Here is the continuation:
The Mary Jane comics are one of Marvel’s many attempts to appeal to the preteen/teen girl demographic. It’s one of the few times that the comic book industry as a whole has tried and succeeded in creating an entertaining comic targeting young girls that wasn’t horribly sexist. The comic itself takes place in an alternate version of the Marvel universe where Mary Jane Watson and Gwen Stacy went to high school with Norman Osborne, Peter Parker, Flash Thompson, and Liz Allen. Despite occurring within a superhero infested universe, the book has very little superhero fare. Spiderman makes few appearances and is presented largely as an unrealistic celebrity crush of Mary Jane’s until very late into the comic’s run. The comic is largely centered around the typical teenage problems experienced by Mary Jane and her friends, particularly problems involving teenage dating and crushes.
Thankfully Mary Jane completely shies away from more complex social issues facing teens like teenage sex and drug abuse, subjects that works of this nature seem drawn to and typically tackle in simplistic, unrealistic and condescending ways. At a glance the book does seem to lack any real depth, but if you give it a chance it does actually have a lot to say, particularly concerning teenage romance. And even if you’re not a teenaged girl, the book’s still a fun read. McKeever has written some of the most amazing and delightful dialogue to ever appear in a comic book. The characters are all deep and well drawn out while remaining average, immature, angst-ridden teens. What really sets McKeever’s comic apart though is that he manages to perfectly capture how it feels to be a teenager and what most of us went through when we first started developing romantic feelings.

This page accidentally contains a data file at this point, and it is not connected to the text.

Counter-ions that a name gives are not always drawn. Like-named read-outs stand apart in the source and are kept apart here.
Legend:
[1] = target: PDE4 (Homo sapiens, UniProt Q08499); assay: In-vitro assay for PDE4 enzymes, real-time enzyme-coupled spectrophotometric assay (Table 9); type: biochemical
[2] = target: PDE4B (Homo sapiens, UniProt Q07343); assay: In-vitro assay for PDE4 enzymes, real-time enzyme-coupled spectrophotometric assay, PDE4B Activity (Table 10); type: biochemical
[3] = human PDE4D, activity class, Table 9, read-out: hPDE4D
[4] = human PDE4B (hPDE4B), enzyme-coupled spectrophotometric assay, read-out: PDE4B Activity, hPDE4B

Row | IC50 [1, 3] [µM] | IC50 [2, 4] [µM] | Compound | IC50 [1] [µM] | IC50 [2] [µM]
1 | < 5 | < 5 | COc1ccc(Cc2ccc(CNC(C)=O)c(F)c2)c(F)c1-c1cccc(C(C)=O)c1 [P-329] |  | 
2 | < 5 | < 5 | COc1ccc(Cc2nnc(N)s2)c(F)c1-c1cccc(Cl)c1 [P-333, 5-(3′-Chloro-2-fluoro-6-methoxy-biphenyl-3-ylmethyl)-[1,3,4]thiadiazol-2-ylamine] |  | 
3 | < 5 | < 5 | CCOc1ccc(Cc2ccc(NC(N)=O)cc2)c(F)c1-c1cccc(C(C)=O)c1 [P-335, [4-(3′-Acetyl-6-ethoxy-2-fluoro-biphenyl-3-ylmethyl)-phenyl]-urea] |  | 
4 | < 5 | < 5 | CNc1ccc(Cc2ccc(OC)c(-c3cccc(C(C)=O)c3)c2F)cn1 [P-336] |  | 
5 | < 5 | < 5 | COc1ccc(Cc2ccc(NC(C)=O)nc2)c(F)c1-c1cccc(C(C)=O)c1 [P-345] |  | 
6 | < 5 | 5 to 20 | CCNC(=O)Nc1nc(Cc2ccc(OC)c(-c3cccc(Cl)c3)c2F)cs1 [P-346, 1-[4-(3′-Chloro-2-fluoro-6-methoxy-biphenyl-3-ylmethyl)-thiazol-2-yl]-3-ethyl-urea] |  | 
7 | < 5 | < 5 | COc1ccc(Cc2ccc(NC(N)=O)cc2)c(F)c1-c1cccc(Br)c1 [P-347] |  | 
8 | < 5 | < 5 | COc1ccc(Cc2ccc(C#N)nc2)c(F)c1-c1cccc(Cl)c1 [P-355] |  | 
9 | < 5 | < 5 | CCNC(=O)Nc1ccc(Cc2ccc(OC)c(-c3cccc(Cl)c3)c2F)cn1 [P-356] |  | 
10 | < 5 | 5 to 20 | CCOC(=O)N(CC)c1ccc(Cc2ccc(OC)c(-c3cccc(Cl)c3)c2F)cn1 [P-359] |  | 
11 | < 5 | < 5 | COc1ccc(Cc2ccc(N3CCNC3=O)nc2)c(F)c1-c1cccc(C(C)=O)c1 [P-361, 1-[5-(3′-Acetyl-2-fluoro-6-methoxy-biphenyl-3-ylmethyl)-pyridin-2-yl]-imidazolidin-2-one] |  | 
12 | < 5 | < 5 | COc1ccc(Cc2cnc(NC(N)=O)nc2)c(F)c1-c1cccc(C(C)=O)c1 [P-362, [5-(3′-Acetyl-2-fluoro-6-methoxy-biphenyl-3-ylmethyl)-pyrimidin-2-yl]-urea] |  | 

People have gotten tired of superhero vigilantes. Superman is the last active hero, working in secret for the US government. The others have all retired of their own volition, or they’ve been forced into retirement by Superman. As the crime rate rises in Gotham City and Two-Face is released from prison, a 59 year old Bruce Wayne decides to come out of retirement and once again become Batman, ultimately leading to a fight to the death between Batman and Superman. Upon its release the comic was ill-received in the mainstream press because of its darker portrayals of Batman and Superman, but has since come to be regarded as not only one the of most important and influential Batman books, but one of the most important and influential comic books ever written.
With The Dark Knight Returns, DC was once again trying to revitalize
the popular Batman character for the modern era. In revamping the Batman
character, Miller opted to show a more realistic version of Batman, but
instead of changing Batman’s history for the sake of realism, Miller
instead looked for reasons for Batman’s actions that made sense. For
instance, he painted a bright target on his chest because he can’t put
Kevlar on his head. Beyond simply deconstructing Batman though, the
comic also explored deeper themes of how the role we’re meant to play
changes as we grow older, elitism and the place superior people should
hold in society, and the nature of superheroes and what they really mean
How could any other title have made the number one spot? It is better regarded than any other comic book in history, it has won numerous awards, it was the only comic book included in Time’s list of the 100 greatest novels of all time, and it is the most popular work written by a man who is considered by most to be the greatest living comic book author. Moore started by taking the idea of what it would really be like if superheroes existed. What he ended up with was sexual deviancy, homosexuality, vigilantism, political and national exploitation, men and women who feel they are above the law and a public that ultimately scorns their existence.
The work itself is meant as a deconstruction of the superhero story (and anybody who’s read a lot of criticism on literature or film knows that critics and academia alike adore deconstructions). Although it is the first real deconstruction of the superhero genre, that in and of itself is not that great of a feat. Moore however goes one step further and deconstructs Nietzsche’s superman; a philosophy, which more so than any other, has been tied into the idea of the superhero. Moore presents us with four different supermen, all conforming to Nietzsche ideal, and each following the ethics of a different school of philosophy. We then see what becomes of supermen when they exist outside theory or the idealized world typically found in comic books, and more importantly what they do to the society they exist in.
How about you guys! Please share some comic book titles that you consider as awesome pieces of literature!